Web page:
(Editor's note: This is the second in a six-part series by students from the P.I. Reed School of Journalism at West Virginia University. The students traveled to Elkins in January as part of their West Virginia Uncovered Immersion Weekend project.)
Ruth Blackwell Rogers says that she has always led a spiritual life.
She always believed that everything on this world was connected, both inside and out.
Rogers has been all over the world and has encountered numerous cultures and beliefs.
But, in 1994, she read about Shamanism and felt a different kind of connection with it.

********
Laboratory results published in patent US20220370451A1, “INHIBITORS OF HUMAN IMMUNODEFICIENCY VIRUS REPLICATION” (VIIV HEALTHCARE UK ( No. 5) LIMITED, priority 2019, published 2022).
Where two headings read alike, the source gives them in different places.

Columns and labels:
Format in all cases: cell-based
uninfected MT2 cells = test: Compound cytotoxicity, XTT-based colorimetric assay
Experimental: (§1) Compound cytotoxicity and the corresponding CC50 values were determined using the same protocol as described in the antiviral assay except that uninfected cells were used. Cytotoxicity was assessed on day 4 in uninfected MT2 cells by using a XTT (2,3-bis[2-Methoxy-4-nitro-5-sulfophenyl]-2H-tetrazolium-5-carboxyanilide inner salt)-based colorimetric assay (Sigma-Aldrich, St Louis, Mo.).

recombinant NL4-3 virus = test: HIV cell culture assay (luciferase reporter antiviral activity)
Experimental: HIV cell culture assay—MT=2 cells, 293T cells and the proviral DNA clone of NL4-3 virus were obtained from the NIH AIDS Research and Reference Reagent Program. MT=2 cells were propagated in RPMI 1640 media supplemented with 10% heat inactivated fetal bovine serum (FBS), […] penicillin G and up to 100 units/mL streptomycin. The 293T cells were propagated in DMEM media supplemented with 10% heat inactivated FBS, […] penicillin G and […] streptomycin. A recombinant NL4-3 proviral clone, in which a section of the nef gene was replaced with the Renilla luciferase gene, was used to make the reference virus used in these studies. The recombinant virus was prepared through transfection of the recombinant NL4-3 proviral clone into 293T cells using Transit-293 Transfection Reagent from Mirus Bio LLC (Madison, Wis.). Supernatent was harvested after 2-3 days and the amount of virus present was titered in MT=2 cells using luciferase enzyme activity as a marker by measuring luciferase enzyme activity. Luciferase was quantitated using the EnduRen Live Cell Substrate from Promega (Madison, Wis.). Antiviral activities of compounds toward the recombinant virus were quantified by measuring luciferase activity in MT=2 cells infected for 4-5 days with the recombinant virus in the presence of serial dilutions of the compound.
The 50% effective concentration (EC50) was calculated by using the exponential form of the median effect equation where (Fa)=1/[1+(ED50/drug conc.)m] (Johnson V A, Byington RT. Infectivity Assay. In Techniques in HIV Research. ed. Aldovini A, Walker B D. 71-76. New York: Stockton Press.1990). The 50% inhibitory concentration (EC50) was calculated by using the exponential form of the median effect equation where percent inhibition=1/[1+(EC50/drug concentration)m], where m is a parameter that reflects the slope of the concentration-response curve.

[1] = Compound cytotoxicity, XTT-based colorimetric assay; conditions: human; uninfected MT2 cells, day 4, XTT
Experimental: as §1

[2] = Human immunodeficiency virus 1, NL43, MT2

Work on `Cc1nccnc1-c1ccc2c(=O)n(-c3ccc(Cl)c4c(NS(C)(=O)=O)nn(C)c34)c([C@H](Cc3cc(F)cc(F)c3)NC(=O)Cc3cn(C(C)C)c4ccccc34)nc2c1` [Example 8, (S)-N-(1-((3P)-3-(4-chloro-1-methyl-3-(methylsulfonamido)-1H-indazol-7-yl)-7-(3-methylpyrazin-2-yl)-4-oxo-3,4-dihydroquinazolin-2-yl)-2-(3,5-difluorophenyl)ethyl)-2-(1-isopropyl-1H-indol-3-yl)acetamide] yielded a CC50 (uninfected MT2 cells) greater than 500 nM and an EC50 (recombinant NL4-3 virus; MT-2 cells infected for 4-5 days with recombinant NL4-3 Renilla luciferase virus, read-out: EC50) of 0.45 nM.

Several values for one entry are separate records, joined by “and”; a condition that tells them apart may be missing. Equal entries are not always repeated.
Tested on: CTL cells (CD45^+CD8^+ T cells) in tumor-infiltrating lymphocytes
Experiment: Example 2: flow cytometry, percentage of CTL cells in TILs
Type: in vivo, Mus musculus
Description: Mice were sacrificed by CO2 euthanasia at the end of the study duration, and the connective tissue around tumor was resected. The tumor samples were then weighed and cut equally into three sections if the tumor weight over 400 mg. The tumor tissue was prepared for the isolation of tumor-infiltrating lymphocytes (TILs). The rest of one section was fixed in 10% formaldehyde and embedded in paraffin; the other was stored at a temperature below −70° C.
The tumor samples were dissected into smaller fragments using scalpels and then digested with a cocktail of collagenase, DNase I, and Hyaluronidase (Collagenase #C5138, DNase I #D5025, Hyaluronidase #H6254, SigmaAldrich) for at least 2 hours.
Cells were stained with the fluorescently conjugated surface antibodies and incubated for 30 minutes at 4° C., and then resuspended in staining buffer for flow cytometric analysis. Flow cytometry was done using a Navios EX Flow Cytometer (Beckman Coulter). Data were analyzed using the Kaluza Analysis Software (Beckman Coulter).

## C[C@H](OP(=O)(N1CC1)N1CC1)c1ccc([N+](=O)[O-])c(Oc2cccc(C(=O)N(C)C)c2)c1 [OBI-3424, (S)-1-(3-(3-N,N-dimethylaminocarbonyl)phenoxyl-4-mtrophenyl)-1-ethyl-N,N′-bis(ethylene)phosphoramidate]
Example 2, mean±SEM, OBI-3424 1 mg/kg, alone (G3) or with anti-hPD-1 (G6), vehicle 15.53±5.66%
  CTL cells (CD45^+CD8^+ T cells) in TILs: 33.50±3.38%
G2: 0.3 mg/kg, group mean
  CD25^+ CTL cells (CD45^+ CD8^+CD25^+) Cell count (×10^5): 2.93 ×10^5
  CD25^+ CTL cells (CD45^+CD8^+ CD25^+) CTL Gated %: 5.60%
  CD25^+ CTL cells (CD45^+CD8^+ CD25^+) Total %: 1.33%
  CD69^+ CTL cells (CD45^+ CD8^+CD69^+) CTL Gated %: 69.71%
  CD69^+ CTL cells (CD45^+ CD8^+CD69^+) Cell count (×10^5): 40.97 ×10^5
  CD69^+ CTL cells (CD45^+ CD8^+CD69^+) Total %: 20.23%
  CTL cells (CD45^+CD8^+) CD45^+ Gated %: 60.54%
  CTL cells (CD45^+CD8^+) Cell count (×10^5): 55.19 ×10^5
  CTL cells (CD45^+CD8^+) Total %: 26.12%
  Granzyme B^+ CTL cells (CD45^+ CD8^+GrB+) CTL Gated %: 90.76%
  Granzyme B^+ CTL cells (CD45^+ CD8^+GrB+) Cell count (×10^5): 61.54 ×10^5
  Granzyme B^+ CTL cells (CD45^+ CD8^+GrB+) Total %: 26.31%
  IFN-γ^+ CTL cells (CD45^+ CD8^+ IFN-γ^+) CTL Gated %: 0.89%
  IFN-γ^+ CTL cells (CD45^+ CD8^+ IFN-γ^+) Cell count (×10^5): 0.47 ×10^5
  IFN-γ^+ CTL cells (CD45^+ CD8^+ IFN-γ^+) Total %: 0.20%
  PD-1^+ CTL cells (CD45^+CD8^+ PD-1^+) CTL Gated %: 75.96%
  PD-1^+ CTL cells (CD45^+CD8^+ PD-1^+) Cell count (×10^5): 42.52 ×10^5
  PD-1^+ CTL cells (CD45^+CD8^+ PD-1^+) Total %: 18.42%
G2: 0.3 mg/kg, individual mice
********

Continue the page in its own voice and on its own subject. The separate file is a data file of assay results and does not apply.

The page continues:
Rogers enrolled in classes to become a Shamanic healer, where she was taught to access the spirit world and use it to help others in times of need.
TIME CONSUMING — Ruth Rogers spends as many as four hours at a time on her paintings and a completed work could take anywhere from one to four weeks.
She uses these spiritual journeys as inspiration for her paintings.
Each stroke of the paintbrush or dot of color is meaningfully placed, representing the places she goes in her mind when she meditates.
In addition to her work as a healer, Rogers said that these paintings can be a source of Shamanic healing for all those who see them.
Rogers, who lives with her husband, Hugh Rogers, in Kerens, recently showed her collection of paintings entitled Heart of the World and Other Recent Series at the Randolph Community Arts Center.